For the price of an external hard drive or a printer, you can get a complete branch office network from Aerohive Networks. We're talking wired and wireless networking here. Granted, the branch that can be serviced for under a hundred bucks is a small one, but the story is still quite interesting as part of a larger trend. Cloud-managed networking continues to get less expensive and more feature-rich, and the used-to-be-wireless-only guys are laying claim to more of the wired network in cool new ways.
Aerohive shares a place in my heart with Meraki Networks (and, to a lesser degree, newcomer PowerCloud Systems) as the Little Engines That Could in the modern WLAN market. Each has its own interesting story to tell, but they are unified in their message to wireless customers and the industry: Wireless controllers are a layer of complexity that isn’t required to get the job of feature-rich enterprise wireless done. And each is now making inroads into wired networking that, for the open-minded, can’t be ignored. Aerohive’s new baby is called Branch on Demand, and the pricing model alone is attention-grabbing.
More choices in broadband enable new opportunities for branch connectivity, and geographic diversification means a growing number of companies have branch needs. Traditional extend-the-network solutions can be expensive, with pricey site-to-site VPN boxes, stand-alone switches and wireless APs, as well as other stand-alone, individually managed boxes. Alternatively, integrated branch routers offer a lot of functionality under the hood, but still bring support challenges and can be costly.
Aerohive’s Branch on Demand seeks to upset the branch paradigm by leaving no features out, but coming in at prices that truly commoditize IT and leveraging the cloud for centralized and local support.
I have turned up remote sites built on legacy bits and pieces, and have also gone the cloud-based route on a large overseas branch. In all cases, the remote site offers wired and wireless networking, and the expectation is that performance and reliability will be comparable with that of the enterprise network that these sites are an extension of. I like to think that I "get it" on this topic, and the details of Aerohive’s Branch on Demand have the wheels of my mind turning.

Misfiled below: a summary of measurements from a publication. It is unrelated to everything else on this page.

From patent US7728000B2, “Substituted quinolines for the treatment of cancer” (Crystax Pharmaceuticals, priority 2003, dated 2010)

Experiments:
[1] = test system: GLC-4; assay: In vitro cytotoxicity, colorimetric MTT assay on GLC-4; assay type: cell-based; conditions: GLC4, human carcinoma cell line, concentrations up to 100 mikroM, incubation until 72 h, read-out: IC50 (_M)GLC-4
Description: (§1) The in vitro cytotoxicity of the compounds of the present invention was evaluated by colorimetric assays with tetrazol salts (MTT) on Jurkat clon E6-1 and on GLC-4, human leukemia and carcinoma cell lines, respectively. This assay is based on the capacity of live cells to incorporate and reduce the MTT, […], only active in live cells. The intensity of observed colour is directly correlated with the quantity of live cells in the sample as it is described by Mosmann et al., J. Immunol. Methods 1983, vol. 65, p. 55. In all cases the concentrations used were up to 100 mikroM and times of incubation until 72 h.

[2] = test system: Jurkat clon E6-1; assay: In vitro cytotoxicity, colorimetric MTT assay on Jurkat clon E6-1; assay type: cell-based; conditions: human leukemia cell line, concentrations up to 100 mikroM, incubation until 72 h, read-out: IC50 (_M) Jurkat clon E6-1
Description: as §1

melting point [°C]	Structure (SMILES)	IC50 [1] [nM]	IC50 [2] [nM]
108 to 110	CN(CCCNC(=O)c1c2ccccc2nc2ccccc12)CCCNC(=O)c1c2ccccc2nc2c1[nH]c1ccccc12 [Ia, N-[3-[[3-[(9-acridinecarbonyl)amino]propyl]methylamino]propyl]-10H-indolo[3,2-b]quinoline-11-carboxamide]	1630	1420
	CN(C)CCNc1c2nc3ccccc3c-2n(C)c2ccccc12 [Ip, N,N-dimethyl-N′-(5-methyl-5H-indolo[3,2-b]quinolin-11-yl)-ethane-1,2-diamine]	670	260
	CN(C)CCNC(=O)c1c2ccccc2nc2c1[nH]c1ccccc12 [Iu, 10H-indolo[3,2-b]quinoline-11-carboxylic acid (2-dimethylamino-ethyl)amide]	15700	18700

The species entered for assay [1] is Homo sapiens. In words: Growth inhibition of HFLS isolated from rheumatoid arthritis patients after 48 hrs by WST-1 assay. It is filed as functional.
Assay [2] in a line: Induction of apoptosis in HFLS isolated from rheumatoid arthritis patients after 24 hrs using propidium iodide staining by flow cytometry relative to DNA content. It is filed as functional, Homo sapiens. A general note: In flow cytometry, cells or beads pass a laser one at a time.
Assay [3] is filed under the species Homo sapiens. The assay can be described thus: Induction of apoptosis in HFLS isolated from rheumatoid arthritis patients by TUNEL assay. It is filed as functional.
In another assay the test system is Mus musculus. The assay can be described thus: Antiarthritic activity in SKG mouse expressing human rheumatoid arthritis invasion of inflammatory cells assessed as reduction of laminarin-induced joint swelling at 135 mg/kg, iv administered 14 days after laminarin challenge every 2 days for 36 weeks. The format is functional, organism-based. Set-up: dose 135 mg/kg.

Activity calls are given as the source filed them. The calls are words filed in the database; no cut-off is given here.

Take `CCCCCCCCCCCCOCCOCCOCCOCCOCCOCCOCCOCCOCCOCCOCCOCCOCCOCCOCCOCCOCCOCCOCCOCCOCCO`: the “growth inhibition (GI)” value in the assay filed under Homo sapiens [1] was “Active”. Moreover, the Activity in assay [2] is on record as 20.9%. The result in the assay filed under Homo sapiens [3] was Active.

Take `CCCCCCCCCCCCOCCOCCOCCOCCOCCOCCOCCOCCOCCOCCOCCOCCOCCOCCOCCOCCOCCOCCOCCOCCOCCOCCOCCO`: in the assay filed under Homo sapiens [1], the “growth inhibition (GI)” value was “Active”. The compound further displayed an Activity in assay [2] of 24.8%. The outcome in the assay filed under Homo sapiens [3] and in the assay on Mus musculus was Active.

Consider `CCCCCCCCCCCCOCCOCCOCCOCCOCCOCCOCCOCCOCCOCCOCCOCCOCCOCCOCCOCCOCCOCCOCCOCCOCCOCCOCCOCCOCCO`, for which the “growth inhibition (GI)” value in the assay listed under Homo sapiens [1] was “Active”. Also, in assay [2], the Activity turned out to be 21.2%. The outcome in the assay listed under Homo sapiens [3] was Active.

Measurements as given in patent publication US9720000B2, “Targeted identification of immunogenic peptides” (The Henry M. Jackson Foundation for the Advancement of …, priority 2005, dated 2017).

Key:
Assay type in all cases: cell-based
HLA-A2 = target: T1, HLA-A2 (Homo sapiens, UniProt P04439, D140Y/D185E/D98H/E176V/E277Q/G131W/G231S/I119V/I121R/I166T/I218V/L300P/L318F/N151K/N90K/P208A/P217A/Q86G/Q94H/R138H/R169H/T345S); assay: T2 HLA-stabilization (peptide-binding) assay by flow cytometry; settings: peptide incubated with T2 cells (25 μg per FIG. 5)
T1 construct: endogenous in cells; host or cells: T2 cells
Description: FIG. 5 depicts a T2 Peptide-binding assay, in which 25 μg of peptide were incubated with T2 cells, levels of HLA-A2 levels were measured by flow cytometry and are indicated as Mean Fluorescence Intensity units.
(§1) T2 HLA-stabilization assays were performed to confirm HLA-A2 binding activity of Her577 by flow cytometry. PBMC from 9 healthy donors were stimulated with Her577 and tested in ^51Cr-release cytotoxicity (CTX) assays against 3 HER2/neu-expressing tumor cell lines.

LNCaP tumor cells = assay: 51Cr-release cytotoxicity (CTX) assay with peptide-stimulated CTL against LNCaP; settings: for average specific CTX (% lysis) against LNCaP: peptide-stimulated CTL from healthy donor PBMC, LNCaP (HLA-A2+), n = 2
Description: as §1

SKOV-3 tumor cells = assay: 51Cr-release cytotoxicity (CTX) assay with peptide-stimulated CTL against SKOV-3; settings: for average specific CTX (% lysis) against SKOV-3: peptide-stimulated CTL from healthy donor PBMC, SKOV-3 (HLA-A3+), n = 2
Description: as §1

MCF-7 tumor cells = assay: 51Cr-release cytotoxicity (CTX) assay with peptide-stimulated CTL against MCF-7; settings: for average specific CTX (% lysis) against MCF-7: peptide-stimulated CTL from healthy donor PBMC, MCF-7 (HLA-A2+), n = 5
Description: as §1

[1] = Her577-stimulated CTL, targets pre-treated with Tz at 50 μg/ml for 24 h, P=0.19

This network-as-a-Service offering features Aerohive’s new Hive Router BR100 at the bottom end. There are options to purchase or lease; either way you go, $99 gets you a lot. Remember, we’re talking small branch setting here. Five Fast Ethernet ports, integrated single-band 11n wireless, USB support for 3G/4G backhaul, Layer 3 IPSec VPN back to the mothership network, and pretty much any business network feature you’d need (such as firewalling, rate-limiting, policy-based administration, support for 802.1x and a lot more for what Aerohive calls "micro-branch" environments).
On larger branch networks (loosely, up to 50 users), the BR200 gets you wired Gig ports, 3x3 dual-band 11n wireless, two Power-over-Ethernet ports and crypto acceleration. Both models are cloud-managed by HiveManager 5.0 (free) and connect back to the home network on a sub-$1,000 cloud VPN gateway that supports hundreds of remote sites.
Having kicked tires on Aerohive’s wireless APs and HiveManager in the past, I can testify that the company does not skimp on features and definitely sees itself as a serious business networking solution. Throughout the product set, ease of administration is made a high priority. The new Branch on Demand offerings go beyond just making new small fixed remote sites easy to bring up and are made to function as if they were "the big network," but also enable temporary network scenarios, vehicle-based networking using 3G/4G backhaul and many more possibilities for the creative network admin.
Did I mention it starts at $99? If Aerohive can get some traction with its Branch on Demand solution, it could have a definite effect on how the other cloud-based networking players set their pricing but also make the network market leaders rethink their very complicated branch offerings.
At the time of publication, Aerohive has no business relationship with Lee Badman.